President Trump did not mince words on Monday when voicing his feelings toward the media’s coverage of reports that the president pressured Ukraine's leader to help investigate political rival Joe Biden.
Calling the White House press corps “crooked as hell,” a riled up Trump slammed the media for “double standards” over what he claimed was the failure of the press to report on allegations of unsubstantiated wrongdoing by Biden and his son, Hunter, related to dealings with Kyiv.
“Joe Biden and his son are corrupt, but the fake news doesn’t want to report because they’re Democrats,” Trump said in New York during United Nations meetings. “If a Republican ever did what Joe Biden did, if a Republican ever said what Joe Biden said, they’d be getting the electric chair.”
Trump added: Look at the double standards, you people ought to be ashamed of yourselves…You got a lot of crooked journalists, you’re crooked as hell.”
The president’s heated comments came as congressional Democrats are pressing for a full disclosure of a whistleblower's complaint about Trump’s phone call with newly elected Ukrainian President Volodymyr Zelensky.
Trump acknowledged Monday that he didn't want to give money to Ukraine if there were corruption issues. His comments raised further questions about whether he improperly used his office to pressure the country into investigating the former vice president and his family.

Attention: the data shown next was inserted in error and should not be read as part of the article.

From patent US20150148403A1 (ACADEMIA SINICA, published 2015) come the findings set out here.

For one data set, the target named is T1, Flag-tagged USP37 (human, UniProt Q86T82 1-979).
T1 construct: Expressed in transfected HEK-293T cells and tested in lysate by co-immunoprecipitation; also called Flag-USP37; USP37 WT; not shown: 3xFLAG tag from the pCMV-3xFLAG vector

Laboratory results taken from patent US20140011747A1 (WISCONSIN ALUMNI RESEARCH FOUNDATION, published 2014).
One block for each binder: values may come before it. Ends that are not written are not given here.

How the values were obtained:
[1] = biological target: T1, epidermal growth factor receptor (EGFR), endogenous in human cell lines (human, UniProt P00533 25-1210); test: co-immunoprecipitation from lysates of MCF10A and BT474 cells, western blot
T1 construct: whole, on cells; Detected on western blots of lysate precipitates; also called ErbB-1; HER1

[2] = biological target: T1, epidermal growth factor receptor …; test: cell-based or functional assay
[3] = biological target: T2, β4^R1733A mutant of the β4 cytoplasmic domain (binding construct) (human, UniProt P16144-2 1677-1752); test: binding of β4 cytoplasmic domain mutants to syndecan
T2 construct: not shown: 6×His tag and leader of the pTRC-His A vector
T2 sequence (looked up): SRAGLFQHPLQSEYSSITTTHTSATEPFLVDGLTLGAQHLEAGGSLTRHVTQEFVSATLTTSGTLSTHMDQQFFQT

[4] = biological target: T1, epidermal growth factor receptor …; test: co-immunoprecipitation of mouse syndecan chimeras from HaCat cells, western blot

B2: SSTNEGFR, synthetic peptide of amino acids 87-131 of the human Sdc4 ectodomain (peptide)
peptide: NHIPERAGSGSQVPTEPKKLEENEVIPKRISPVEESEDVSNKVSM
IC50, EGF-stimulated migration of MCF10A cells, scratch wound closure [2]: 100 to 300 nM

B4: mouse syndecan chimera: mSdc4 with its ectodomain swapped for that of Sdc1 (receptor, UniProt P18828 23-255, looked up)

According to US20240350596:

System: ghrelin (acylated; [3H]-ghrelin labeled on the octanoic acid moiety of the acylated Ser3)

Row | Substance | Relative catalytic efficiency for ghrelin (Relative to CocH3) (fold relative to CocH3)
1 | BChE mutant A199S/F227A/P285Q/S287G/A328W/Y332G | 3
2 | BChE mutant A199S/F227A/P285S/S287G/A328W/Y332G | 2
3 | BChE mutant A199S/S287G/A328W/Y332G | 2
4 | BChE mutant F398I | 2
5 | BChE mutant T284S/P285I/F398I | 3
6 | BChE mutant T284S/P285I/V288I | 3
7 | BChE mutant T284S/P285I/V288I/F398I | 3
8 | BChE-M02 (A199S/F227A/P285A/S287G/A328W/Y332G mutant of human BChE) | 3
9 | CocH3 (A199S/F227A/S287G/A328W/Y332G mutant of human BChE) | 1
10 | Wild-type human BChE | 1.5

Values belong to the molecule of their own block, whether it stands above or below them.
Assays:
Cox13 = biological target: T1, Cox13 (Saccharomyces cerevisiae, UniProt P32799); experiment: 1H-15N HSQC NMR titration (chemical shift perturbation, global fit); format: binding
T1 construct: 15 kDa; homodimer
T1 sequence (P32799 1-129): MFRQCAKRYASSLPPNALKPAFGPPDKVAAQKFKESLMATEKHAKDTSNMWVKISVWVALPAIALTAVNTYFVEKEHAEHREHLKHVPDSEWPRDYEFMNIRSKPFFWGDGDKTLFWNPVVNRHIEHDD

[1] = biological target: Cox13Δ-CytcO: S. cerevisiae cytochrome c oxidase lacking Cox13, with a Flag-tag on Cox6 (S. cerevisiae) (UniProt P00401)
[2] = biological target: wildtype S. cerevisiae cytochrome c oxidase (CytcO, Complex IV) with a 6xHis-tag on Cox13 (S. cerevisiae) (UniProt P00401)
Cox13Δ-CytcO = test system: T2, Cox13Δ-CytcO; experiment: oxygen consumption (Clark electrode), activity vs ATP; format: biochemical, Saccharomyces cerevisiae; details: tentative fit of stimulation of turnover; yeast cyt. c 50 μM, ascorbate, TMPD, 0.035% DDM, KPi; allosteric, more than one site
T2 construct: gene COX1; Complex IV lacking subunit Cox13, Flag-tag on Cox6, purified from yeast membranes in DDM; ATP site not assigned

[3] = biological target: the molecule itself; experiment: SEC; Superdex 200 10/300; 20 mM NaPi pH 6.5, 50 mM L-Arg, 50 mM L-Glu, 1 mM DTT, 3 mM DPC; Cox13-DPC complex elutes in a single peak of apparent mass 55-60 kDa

"It's very important to talk about corruption," Trump told reporters as he opened meetings at the United Nations. "If you don't talk about corruption, why would you give money to a country that you think is, is corrupt?"
Trump has sought to implicate Biden and his son, Hunter, in the kind of corruption that has long plagued Ukraine. Hunter Biden worked for a Ukrainian gas company at the same time his father was leading the Obama administration's diplomatic dealings with Kyiv. Though the timing raised concerns among anti-corruption advocates, there has been no evidence of wrongdoing by either the former vice president or his son.
The matter is under new scrutiny following the whistleblower's mid-August complaint, which followed Trump's July 25 call with Ukraine President Volodymyr Zelenskiy. The person who filed the complaint did not have firsthand knowledge of the call, according to a person familiar with the matter.
Lawmakers are demanding details of the complaint, but the acting director of national intelligence has refused to share that information, citing presidential privilege. Trump hinted on Monday that he may release the details of the phone conversation, but said its contents mainly consisted of congratulating the new Ukrainian leader.
Fox News’ John Roberts and The Associated Press contributed to this report.